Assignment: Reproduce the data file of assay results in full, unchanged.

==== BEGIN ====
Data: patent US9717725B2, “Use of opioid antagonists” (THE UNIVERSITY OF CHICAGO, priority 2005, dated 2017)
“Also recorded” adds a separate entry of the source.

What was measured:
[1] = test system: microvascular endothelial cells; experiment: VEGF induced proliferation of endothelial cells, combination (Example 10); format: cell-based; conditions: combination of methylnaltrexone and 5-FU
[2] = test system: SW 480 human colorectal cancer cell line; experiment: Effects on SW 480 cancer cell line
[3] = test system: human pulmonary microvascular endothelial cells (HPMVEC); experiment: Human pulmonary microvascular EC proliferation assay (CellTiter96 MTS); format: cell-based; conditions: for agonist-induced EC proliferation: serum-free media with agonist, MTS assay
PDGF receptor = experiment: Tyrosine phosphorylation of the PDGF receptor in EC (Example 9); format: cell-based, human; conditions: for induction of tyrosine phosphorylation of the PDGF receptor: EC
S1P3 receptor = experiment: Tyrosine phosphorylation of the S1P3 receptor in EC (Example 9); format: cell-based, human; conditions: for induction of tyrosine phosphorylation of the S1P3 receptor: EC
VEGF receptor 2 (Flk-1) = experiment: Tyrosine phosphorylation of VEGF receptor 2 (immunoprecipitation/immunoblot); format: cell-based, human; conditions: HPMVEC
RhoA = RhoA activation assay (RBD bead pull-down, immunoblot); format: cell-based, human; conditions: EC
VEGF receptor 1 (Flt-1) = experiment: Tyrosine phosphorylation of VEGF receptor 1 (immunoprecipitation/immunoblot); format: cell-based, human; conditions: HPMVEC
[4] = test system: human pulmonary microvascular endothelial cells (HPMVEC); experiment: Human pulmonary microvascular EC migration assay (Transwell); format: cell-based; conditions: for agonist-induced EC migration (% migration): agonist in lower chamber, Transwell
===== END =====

Data: patent US9717725B2, “Use of opioid antagonists” (THE UNIVERSITY OF CHICAGO, priority 2005, dated 2017)
“Also recorded” adds a separate entry of the source.

What was measured:
[1] = test system: microvascular endothelial cells; experiment: VEGF induced proliferation of endothelial cells, combination (Example 10); format: cell-based; conditions: combination of methylnaltrexone and 5-FU
[2] = test system: SW 480 human colorectal cancer cell line; experiment: Effects on SW 480 cancer cell line
[3] = test system: human pulmonary microvascular endothelial cells (HPMVEC); experiment: Human pulmonary microvascular EC proliferation assay (CellTiter96 MTS); format: cell-based; conditions: for agonist-induced EC proliferation: serum-free media with agonist, MTS assay
PDGF receptor = experiment: Tyrosine phosphorylation of the PDGF receptor in EC (Example 9); format: cell-based, human; conditions: for induction of tyrosine phosphorylation of the PDGF receptor: EC
S1P3 receptor = experiment: Tyrosine phosphorylation of the S1P3 receptor in EC (Example 9); format: cell-based, human; conditions: for induction of tyrosine phosphorylation of the S1P3 receptor: EC
VEGF receptor 2 (Flk-1) = experiment: Tyrosine phosphorylation of VEGF receptor 2 (immunoprecipitation/immunoblot); format: cell-based, human; conditions: HPMVEC
RhoA = RhoA activation assay (RBD bead pull-down, immunoblot); format: cell-based, human; conditions: EC
VEGF receptor 1 (Flt-1) = experiment: Tyrosine phosphorylation of VEGF receptor 1 (immunoprecipitation/immunoblot); format: cell-based, human; conditions: HPMVEC
[4] = test system: human pulmonary microvascular endothelial cells (HPMVEC); experiment: Human pulmonary microvascular EC migration assay (Transwell); format: cell-based; conditions: for agonist-induced EC migration (% migration): agonist in lower chamber, Transwell